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Magnetic resonance imaging (MRI), known for its stunningly clear pictures of the body’s interior, has its roots in experiments that measured elementary properties of atomic nuclei. In 1946, researchers reported in the Physical Review the first detections of so-called nuclear magnetic resonance (NMR) in solids and liquids, work that led to a Nobel prize. In the following years, NMR quickly established its mettle as an investigative tool in physics and chemistry as well as biology and medicine.
Many atomic nuclei act like little bar magnets similar to the one in a compass. A compass needle aligns with the Earth’s magnetic field, but quantum mechanics allows magnetic nuclei two possible alignments in a magnetic field, equivalent to a compass pointing either north (lower energy) or south (higher energy).
During the 1930s, I.I. Rabi at Columbia University in New York showed that electromagnetic waves with the right frequency could flip magnetically aligned nuclei from one state to the other. Photons at this special NMR frequency had just the right energy to boost nuclei from the lower energy state to the higher energy state. Rabi and his collaborators experimented on beams of nuclei passing through magnetic fields, but in 1946, two teams of researchers demonstrated ways to detect the same phenomenon in liquids and solids.
At the Massachusetts Institute of Technology, Edward Purcell, Henry Torrey, and Robert Pound filled an electromagnetic cavity with almost a liter of solid paraffin. A magnetic field of several thousand gauss forced the paraffin’s hydrogen nuclei–protons–into either of the two allowed magnetic alignments. The team then sent waves at a fixed radio frequency (RF) into the cavity and gradually increased the magnetic field strength. As the field increased, the energy difference between the two states increased, eventually reaching the energy of the RF photons. At that point, electrical measurement showed a sharp increase in the cavity’s absorption of radiation as nuclei flipped from the lower to the higher energy state. Once in the higher state, a nucleus drops down to the lower state, re-radiating an RF photon. This “relaxation” process, which the team reasoned was essential to the detection of resonance, occurred in a matter of seconds.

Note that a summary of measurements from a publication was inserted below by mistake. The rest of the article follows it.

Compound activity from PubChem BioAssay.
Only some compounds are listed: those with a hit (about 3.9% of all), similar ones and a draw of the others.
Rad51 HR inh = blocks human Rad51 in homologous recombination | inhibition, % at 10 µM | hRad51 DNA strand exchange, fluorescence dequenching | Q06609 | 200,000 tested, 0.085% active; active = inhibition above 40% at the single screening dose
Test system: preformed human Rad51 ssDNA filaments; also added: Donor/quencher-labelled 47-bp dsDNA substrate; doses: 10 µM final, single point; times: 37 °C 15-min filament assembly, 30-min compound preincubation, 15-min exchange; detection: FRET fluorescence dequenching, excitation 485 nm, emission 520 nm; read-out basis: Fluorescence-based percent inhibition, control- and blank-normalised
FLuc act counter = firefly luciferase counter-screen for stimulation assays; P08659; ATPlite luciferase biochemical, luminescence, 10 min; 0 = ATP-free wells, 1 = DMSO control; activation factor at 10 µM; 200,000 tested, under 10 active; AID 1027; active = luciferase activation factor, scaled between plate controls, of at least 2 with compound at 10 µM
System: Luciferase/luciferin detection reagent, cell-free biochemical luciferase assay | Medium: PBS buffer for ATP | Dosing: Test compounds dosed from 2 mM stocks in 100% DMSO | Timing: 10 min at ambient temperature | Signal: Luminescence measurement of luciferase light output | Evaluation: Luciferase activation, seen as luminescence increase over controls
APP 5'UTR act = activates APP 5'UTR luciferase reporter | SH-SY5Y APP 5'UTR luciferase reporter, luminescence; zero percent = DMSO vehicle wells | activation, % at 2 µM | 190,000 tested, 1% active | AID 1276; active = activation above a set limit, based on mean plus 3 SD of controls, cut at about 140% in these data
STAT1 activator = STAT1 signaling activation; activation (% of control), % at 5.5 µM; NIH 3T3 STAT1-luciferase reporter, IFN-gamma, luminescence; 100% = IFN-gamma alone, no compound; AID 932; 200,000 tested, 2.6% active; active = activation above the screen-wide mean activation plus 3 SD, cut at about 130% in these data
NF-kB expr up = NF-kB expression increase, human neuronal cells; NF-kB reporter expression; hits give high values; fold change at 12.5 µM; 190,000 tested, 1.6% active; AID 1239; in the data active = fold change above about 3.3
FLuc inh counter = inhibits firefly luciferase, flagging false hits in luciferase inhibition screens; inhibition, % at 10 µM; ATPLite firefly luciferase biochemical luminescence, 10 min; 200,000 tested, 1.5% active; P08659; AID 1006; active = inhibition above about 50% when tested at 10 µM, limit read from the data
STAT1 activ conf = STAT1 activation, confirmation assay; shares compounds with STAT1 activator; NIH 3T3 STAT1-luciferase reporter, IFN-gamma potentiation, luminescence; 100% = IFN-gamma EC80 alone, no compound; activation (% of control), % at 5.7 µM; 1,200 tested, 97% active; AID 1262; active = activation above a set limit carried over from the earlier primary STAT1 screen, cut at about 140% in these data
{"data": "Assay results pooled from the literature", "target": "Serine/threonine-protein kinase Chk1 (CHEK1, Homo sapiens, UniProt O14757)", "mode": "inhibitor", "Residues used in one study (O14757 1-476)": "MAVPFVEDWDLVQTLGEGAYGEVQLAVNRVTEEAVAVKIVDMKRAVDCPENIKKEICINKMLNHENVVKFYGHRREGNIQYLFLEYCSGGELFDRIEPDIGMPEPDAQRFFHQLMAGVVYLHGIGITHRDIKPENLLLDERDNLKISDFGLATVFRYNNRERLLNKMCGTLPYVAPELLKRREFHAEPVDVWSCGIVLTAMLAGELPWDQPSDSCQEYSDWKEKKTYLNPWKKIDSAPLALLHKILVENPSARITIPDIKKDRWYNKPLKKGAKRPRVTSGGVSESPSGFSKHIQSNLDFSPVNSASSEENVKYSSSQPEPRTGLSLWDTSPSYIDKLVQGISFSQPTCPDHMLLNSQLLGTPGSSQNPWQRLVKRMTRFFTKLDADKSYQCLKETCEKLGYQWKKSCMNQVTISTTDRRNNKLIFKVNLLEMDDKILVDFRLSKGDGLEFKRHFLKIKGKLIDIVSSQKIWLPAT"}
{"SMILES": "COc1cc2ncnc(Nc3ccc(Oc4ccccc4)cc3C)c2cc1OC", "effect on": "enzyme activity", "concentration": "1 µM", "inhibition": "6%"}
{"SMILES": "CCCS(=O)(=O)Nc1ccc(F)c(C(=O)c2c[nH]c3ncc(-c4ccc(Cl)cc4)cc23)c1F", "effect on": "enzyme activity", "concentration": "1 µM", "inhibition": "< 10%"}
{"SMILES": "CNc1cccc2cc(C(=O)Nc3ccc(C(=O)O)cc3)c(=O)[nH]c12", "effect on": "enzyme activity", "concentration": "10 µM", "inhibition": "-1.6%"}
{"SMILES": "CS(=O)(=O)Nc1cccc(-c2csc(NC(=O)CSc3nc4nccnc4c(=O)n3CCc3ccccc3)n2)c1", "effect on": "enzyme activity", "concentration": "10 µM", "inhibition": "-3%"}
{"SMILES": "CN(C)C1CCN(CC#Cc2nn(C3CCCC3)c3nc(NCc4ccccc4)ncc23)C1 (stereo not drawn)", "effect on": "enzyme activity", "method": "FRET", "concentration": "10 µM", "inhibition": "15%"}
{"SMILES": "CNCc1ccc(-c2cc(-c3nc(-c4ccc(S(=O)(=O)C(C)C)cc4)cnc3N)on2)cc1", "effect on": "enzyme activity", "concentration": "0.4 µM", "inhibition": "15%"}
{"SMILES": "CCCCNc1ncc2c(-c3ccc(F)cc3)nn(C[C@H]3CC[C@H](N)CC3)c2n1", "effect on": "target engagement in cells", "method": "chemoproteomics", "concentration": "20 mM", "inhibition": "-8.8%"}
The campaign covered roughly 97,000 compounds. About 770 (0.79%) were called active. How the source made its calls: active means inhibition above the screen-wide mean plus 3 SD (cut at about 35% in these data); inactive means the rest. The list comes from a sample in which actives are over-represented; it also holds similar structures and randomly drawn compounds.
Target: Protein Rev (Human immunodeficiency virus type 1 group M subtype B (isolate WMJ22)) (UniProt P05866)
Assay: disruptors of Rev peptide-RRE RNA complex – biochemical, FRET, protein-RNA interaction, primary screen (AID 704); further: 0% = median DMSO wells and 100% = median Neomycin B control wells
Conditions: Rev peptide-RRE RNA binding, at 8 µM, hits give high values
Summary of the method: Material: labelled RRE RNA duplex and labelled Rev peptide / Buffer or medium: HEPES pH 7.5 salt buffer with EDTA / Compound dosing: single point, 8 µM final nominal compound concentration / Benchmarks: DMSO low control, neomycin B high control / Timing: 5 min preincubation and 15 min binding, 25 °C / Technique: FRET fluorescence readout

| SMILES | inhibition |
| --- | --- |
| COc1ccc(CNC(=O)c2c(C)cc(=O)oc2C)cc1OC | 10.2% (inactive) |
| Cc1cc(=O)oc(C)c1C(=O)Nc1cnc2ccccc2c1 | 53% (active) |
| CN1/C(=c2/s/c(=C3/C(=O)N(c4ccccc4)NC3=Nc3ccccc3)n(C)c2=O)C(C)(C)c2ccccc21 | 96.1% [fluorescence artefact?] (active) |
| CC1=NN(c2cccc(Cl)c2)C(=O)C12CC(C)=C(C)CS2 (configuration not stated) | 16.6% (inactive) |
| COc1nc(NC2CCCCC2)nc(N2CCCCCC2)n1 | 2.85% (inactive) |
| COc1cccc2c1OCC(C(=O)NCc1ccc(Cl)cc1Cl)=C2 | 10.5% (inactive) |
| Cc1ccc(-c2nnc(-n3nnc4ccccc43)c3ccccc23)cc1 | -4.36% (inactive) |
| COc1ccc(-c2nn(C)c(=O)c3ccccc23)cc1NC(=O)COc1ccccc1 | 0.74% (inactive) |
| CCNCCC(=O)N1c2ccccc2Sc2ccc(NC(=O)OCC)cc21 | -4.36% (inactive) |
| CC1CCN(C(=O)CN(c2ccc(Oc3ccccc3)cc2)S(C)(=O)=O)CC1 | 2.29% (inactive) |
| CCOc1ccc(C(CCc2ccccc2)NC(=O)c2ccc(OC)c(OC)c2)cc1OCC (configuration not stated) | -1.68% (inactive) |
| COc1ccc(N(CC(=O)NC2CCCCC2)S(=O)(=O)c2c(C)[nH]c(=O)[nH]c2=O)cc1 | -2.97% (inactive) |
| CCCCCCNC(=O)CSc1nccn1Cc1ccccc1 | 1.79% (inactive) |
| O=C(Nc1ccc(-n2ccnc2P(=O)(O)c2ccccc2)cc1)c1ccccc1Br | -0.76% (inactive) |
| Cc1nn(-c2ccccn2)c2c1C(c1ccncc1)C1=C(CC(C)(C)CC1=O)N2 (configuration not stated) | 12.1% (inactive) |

Meanwhile, Felix Bloch, William Hansen, and Martin Packard of Stanford University in California set a vessel containing about two cubic centimeters of water in an adjustable magnetic field. Around this they wrapped a coil that delivered RF radiation at a frequency of a few megahertz. Like the MIT group, the Stanford team varied the magnetic field strength to reach resonance. Rather than measuring absorption, however, Bloch and his colleagues detected re-emission of resonant radiation using a second coil placed perpendicular to the first, so that it would not pick up the input waves. Following the team’s brief preliminary announcement in January of 1946, two papers set out the theory and experiment in greater depth in October .
Physicists quickly realized that nuclear magnetic resonance methods had many applications. Relaxation of aligned nuclei, for example, provides a sensitive technique to measure the interaction of nuclei with their own electrons and with other nearby atoms. Imaging came decades later: When a patient is placed in a magnetic field whose strength varies with position, the resonant frequency varies as well, so that RF emissions from relaxing nuclei reveal the positions of atoms. Stronger emission at a certain frequency implies denser tissue at the corresponding location.
Although Rabi’s work was crucial, the MIT and Stanford experiments were “a very big leap,” says Daniel Raftery of Purdue University in Lafayette, Indiana. “The experimental technique was very difficult.” Following Rabi’s 1944 physics Nobel Prize for discovering NMR, Purcell and Bloch shared the 1952 physics Nobel.
- F. Bloch, “Nuclear Induction,” Phys. Rev. 70, 460 (1946); F. Bloch, W.W. Hansen, and M. Packard, “The Nuclear Induction Experiment,” Phys. Rev. 70, 474 (1946).